If your family gets tons of junk mail, save the trees by requesting to have your name removed from National Mailing lists by writing: Mail Preference Service/Direct Marketing Association/P.O. Box 643/Carmel NY 10512. Include your name, address and signature with your request to be removed.
Reduce by not buying single-use items like plasticware and paper plates.
Buy things that can be used over and over again instead of just once or twice.
Use washable cloth towels instead of disposable paper towels and paper napkins.
Use washable dishes and utensils instead of disposable items.
Reuse shopping bags or buy your own shopping bags. An added benefit is that mesh or nylon shopping bags can hold a lot more than regular plastic shopping bags.
Reuse disposable containers such as milk jugs, drink bottles and plastic storage containers.
Use rechargeable batteries.
Reuse wrapping paper for gifts.
Donate magazines, old clothes or used appliances to schools or libraries or charities that can use the items.
If old clothes are too worn to donate, cut them up and use them as rags.
Pack your sandwich for lunch in a reusable plastic box instead of a baggie.
When something breaks, try to repair it before replacing it.
Recycle glass, plastics, aluminum and paper. About half of the materials in landfills are recyclable glass, paper, metal and plastic packaging. Creating recycled materials requires much less energy and produces much less pollution than making new materials. Recycling ensures that used drinking containers don't end up on the side of the road, polluting a river or overfilling a landfill.
If you want to learn if something is recyclable, just look for the symbol (see picture at right). Notice that the symbol is a never-ending loop.
When you recycle, "you close the loop." The energy that went into making the soda can is used over and over again when you recycle. If the can doesn't make it to the recycling center, the energy is wasted and the loop is broken.
Seek out recycling services in your neighborhood. Adjust your shopping habits to recycle as much as you can. If you live in an area that does not accept glass for recycling, try to buy less glass.
Aluminum cans take up to 500 years to break down. The energy saved from recycling one can will run your TV for about three hours. Recycling a soda can saves 95% of the energy to create a new can and produces 95% less air and water pollution.
Making a recycled glass bottle requires 50% less energy than making a bottle from new materials and generates 20% less air pollution and 50% less water pollution. Recycling a bottle will save enough energy to burn a light bulb for four hours.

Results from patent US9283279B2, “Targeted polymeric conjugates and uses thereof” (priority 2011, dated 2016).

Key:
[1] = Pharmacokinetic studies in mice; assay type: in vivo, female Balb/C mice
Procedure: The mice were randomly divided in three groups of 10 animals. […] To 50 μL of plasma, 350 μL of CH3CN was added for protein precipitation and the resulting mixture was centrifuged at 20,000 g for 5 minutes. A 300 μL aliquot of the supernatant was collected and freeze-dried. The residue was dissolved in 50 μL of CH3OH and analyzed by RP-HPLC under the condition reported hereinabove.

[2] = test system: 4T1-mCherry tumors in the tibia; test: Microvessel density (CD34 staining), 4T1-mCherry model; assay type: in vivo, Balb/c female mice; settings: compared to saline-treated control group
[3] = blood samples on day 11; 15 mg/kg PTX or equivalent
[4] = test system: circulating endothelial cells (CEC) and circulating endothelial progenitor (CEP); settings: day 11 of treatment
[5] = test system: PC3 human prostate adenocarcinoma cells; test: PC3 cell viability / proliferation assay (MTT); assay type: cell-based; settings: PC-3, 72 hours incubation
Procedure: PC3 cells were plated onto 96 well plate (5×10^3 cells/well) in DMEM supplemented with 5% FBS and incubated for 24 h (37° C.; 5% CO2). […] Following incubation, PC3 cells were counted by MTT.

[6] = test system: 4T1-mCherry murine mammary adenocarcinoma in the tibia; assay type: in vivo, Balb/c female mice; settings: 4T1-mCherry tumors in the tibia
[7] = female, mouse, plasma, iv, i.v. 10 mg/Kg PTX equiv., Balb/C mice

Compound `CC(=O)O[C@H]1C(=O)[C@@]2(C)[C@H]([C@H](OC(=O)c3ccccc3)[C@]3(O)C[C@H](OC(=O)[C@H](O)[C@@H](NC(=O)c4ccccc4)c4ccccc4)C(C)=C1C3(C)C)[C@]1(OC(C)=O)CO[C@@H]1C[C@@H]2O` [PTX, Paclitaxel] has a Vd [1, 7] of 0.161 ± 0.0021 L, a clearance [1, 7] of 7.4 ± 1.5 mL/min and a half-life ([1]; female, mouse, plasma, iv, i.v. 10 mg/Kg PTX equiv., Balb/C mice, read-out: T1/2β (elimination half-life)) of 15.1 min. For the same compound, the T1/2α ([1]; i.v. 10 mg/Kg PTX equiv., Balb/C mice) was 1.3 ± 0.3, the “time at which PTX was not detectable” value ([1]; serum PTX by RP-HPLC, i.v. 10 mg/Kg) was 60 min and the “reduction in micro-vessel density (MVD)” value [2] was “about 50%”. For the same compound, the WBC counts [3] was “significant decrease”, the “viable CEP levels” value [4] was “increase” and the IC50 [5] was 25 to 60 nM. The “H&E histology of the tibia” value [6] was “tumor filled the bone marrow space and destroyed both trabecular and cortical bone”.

Plastic bottles can be recycled to make all sorts of things including hiking boots, park benches, toys, carpeting and filling for coats and sleeping bags. Less than 10 recycled 2-liter plastic bottles can make enough filling to fill an adult size jacket.
It takes a 15-year-old tree to create half a box of paper. Making recycled paper instead of new paper requires about 60% less energy and water. One ton of recycled paper saves 17 trees and enough oil to drive half-way across the country, enough energy to power a home for six months, enough landfill space to fill a pickup truck, and 60 pounds of air pollutants each year.
With facts like these, it is easy to see why everyone should recycle!
Rethink your family's habits. Everything that you give to the garbage collector ends up in a landfill. When you go to the trash can, ask yourself if what you're throwing away is really trash or if there is a better way to dispose of it. Throw away as little as possible by reducing, reusing and recycling. These practices save money, energy and the planet.
Rethink the products your family buys; use things that have less impact on the environment. For example, use biodegradable soaps when possible and only use stronger cleaning agents when soap and water won't do the trick.
If something can't be reused or recycled, do your part to recover it from the waste stream. Take used motor oil to local drop-off centers. If your yard and neighborhood allows, consider composting organic materials such as leaves, grass cuttings and food scraps such as eggshells and coffee grounds. Composting keeps these materials out of landfills where they break down more slowly. Composting also provides you great fertilizer.
It all comes down to this--the less stuff that ends up in the trash can, the better.
The next time you're headed to the trash can, stop and ask yourself if something better could be done with the item you're throwing away. And when you go to the store, stop and think as you're selecting your items and make smart choices to cut down on materials going to the trash can.
Follow these tips and you'll be well on your way to Saving the Planet and Beating the Bandit!
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© 2017 Moore Syndication Inc. No reproduction without permission. All rights reserved.